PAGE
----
I really found Mark Rocque's article fascinating and truly original in the use of his stories and experience to explain difficult evangelical themes in a context relative to the 21st Century.
Charles Michael Haseldine
Imagine a world where the ABC of salvation or the three points of Christian faith were replaced by people trained to understand the secular world and to interact with its devotees with dynamic, imaginative, witty stories. Imagine Christians busking the gospel in this way on street corners. Of course God can, and does use any efforts in evangelism either to bless others or to cause us to take a long, hard look at the way we do it and to try and find a better way.
What a vibrant picture that creates. No more skulking, mumbling, shuffling, no more apologies; apologetics, yes but not apologies. I think this is one of the most exciting ideas I've come across for a long time. I've read the book and couldn't put it down, I was so enthused about Mark's ideas I couldn't wait to g o and try them out! Brilliant!
In a world that overloads us with information, it is all too easy to be overwhelmed by what confronts us. Even those who feel confident about their faith in Jesus and have strong personal testimonies, may feel confused about how to respond to the views that are expressed in the media and in personal conversations. Mark's new book not only encourages us to see the world through the eyes of faith, it also challenges us to love our neighbor by taking seriously their concerns while engaging in creative conversations that point to the reality 'that all things are held together in Jesus Christ'.
Behind the engaging silliness of Mark Roques’ carefully targeted stories opens up a vista upon profound and crucial questions, an invitation to think through cultural assumptions that we often don’t think about at all. His is not an evangelism with a hammer, but with a welcoming smile. Mark’s stories set the stage upon which God’s Word can be heard in non-threatening but still utterly challenging ways. His is an inspired, and inspiring, ministry. Thanks, mate!
Jeffrey Dudiak, Professor of Philosophy, The King’s University, Edmonton, Canada.
Re: Ministers need a system to read the Bible
Having taken part in this survey, I was interested to see that as one of the 19% who “don’t have a regular pattern of reading,” that for myself and others: “it reflects a travesty of their calling.” I would prefer to say that what it reflects is a loosely worded question and an inaccurate assumption. For me, not having a regular pattern of reading is not the same as not reading the Bible regularly. I engage with the Bible every day, but use a variety of approaches to my reading, hence no regular pattern.
In addition to casting doubt on all reading approaches other than the lectionary, the author takes no account at all of the deep and rich engagement most ministers have with the Bible every week to prepare their sermons. The assumption that “only 13% of ministers enjoy a rich and balanced diet of Scripture” simply cannot be sustained from the evidence of this survey alone.
I can live with poorly thought-out surveys and interpretations. What has prompted me to comment, though, is the implicit legalism which does no favours to ministers or congregations when we are told that there is a prescribed way in which we should engage in the wonderful, God-given gift of Scripture reading.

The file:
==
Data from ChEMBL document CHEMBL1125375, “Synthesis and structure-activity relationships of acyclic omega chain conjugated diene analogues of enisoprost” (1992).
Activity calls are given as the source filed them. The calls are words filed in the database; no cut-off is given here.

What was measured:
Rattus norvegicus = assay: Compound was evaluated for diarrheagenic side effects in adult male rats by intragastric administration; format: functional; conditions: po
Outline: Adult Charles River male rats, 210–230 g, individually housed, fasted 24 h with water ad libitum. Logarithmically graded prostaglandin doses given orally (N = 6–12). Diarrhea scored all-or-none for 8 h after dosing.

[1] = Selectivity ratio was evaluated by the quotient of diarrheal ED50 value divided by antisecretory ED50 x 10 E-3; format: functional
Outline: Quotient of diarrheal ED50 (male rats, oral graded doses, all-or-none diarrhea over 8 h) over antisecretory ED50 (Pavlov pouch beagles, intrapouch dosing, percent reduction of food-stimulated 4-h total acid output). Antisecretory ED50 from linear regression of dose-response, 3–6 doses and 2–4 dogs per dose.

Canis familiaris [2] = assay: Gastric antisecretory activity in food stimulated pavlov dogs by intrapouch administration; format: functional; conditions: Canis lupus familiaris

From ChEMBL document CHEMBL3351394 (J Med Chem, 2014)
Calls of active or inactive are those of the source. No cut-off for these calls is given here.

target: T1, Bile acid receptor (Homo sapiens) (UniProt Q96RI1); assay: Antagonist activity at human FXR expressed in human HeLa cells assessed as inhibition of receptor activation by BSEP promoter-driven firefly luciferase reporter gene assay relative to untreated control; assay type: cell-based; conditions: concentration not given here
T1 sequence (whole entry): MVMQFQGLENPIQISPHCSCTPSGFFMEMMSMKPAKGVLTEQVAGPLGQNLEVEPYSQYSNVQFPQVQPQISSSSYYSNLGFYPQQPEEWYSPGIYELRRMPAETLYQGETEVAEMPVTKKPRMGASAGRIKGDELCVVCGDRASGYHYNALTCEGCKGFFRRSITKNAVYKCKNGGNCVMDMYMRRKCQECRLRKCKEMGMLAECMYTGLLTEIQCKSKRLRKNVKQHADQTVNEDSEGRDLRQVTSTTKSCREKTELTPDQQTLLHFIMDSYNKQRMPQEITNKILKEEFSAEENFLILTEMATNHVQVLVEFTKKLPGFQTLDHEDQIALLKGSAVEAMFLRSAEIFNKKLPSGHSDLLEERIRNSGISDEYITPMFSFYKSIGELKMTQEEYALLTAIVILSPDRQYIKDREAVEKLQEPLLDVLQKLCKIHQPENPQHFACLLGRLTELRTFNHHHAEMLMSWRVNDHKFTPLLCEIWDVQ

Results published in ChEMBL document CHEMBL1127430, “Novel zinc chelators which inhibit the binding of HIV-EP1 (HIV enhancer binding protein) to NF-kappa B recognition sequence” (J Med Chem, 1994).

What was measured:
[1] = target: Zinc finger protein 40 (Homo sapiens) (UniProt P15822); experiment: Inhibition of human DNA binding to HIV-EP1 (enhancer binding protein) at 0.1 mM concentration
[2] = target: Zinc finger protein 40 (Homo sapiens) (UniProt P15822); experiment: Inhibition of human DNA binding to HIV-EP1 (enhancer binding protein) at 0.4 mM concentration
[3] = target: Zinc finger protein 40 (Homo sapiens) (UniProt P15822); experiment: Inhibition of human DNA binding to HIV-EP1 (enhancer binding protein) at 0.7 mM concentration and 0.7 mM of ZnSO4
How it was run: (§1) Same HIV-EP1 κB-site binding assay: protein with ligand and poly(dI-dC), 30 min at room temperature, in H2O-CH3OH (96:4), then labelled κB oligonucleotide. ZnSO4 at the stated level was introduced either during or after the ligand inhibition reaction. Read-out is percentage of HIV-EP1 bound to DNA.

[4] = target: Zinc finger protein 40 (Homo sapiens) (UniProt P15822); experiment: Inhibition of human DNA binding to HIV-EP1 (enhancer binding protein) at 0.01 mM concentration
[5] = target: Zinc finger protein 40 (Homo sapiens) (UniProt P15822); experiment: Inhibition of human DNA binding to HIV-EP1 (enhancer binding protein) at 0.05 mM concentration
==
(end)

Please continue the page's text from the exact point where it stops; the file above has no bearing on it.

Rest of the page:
Re: Can our prayers change God’s mind?
Very insightful and edifying article. Well worth reading!
Re: The Revd Dr Marie Isaacs: 1936-2016
I should have commented on this before, but neglected to do so. Marie was one of my lecturers and tutors at Heythrop College and, over that three year period we became good friends. She was a woman of formidable intellect combined with extraordinary good humour and grace. We soon discovered that whilst she didn't 'suffer fools gladly' she always had time for genuine discussion and debate. My NT essay tutorials were always such occasions and, though we crossed swords gently on a few occasions and over some topics, they were times both of significant learning and genuine fellowship.
I assisted Marie with non-conformist worship times on occasions, where her openness and integrity shone through. To fulfill the role she did at Heythrop as a Baptist Minister and a woman was some achievement. I believe she was highly regarded by her academic colleagues and know for sure that she was loved and appreciated by many of her students and is much missed.
Re: Migrancy and the UK: three areas to consider
Of course I understand that genuine refugees need assistance and help, and when they come to Europe they struggle with employment, healthcare and education. What about me and my family? I am a member of a Baptist Church, but because of uncontrolled economic illegal immigration supported by so many Baptist leaders, my daughter cannot go to the school 1 mile from my house. They gave her place to the children of a family from East Africa here illegally, and she has to take the bus to a school miles away. You care about those in other countries who illegally come here, but you also support those who break the law and come here illegally and it is hurting the people in the vicinity of many of your churches. When will you actually start caring about the people in your own neighbourhood and on your doorstep, or doesn't your version of Jesus care about us?
Totally agree. Few people want to turn our backs on those genuinely in need or blame immigration for all our ills, but the truth is we can barely provide homes, jobs, school places and health care for those already here, let alone all those who want to come. We have already been extraordinarily generous as a country and millions have already come to enjoy the benefits of this country. Should there be a limit to this? Is this generosity harming the prospects of people from this country? Or do we just owe the whole world a living? And does 'loving the alien' mean having an open door immigration policy?